4. Probably the best way in which to come to a definite conclusion as to the importance of soup is to consider the purposes it serves in a meal. When its variety and the ingredients of which it is composed are thought of, soup serves two purposes: first, as an appetizer taken at the beginning of a meal to stimulate the appetite and aid in the flow of digestive juices in the stomach; and, secondly, as an actual part of the meal, when it must contain sufficient nutritive material to permit it to be considered as a part of the meal instead of merely an addition. Even in its first and minor purpose, the important part that soup plays in many meals is not hard to realize, for it is just what is needed to arouse the flagging appetite and create a desire for nourishing food. But in its second purpose, the real value of soup is evident. Whenever soup contains enough nutritive material for it to take the place of some dish that would otherwise be necessary, its value cannot be overestimated.

If soup is thought of in this way, the prejudice that exists against it in many households will be entirely overcome. But since much of this prejudice is due to the fact that the soup served is often unappetizing in both flavor and appearance, sufficient attention should be given to the making of soup to have this food attractive enough to appeal to the appetite rather than discourage it. Soup should not be greasy nor insipid in flavor, neither should it be served in large quantities nor without the proper accompaniment. A small quantity of well-flavored, attractively served soup cannot fail to meet the approval of any family when it is served as the first course of the meal.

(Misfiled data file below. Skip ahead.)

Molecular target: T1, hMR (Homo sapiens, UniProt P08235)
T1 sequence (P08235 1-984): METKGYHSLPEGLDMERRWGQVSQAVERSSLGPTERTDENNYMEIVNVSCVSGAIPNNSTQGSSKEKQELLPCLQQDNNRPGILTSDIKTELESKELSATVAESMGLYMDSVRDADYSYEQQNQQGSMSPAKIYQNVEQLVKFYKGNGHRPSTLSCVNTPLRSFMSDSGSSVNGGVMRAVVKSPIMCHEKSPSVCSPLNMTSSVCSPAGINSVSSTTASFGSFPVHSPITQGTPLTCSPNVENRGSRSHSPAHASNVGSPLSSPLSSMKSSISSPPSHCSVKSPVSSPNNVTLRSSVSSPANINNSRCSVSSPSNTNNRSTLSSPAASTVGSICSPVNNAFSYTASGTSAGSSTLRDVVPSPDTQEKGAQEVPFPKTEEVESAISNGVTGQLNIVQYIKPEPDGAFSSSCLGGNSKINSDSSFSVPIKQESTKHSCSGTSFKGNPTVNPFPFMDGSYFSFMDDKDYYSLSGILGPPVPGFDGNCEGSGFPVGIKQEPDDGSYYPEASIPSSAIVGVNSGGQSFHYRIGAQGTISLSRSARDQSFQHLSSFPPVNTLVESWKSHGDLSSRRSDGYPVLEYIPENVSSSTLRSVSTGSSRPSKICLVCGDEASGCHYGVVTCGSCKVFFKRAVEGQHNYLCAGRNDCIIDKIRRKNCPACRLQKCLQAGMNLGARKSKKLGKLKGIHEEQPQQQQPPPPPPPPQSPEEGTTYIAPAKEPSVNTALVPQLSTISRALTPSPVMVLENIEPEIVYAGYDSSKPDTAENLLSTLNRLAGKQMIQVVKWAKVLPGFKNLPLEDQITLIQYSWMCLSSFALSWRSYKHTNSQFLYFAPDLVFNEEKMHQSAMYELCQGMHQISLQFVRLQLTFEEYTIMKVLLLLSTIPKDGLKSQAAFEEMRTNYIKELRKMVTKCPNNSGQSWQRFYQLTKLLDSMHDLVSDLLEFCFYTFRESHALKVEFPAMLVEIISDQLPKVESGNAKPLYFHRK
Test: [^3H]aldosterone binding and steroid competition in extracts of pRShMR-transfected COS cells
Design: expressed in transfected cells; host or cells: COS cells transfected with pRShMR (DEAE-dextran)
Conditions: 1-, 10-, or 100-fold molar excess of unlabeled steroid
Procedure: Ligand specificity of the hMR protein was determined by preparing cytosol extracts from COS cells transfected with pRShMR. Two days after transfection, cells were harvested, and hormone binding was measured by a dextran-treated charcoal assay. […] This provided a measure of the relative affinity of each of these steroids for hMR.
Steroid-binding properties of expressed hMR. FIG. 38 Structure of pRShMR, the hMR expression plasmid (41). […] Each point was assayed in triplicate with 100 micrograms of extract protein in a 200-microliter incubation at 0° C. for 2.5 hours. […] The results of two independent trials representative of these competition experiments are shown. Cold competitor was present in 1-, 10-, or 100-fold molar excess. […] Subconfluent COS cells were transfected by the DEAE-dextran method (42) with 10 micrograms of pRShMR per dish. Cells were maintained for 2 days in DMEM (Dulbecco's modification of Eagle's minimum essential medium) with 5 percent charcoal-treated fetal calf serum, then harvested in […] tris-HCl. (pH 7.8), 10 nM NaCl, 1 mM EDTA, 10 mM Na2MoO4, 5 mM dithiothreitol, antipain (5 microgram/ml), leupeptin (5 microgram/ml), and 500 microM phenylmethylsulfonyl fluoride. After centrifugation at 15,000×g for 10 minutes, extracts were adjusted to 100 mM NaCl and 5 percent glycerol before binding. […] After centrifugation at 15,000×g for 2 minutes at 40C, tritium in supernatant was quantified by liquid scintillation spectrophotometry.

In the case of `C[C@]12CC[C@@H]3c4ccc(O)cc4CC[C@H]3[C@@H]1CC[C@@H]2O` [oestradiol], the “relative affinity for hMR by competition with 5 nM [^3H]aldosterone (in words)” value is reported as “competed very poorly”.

5. GENERAL CLASSES OF SOUP.–Soups are named in various ways, according to material, quality, etc.; but the two purposes for which soup is used have led to the placing of the numerous kinds into two general classes. In the first class are grouped those which serve as appetizers, such as bouillon, consommé, and some other broths and clear soups. In the second class are included those eaten for their nutritive effect, such as cream soups, purées, and bisques. From these two classes of soup, the one that will correspond with the rest of the meal and make it balance properly is the one to choose. For instance, a light soup that is merely an appetizer should be served with a heavy dinner, whereas a heavy, highly nutritious soup should be used with a luncheon or a light meal.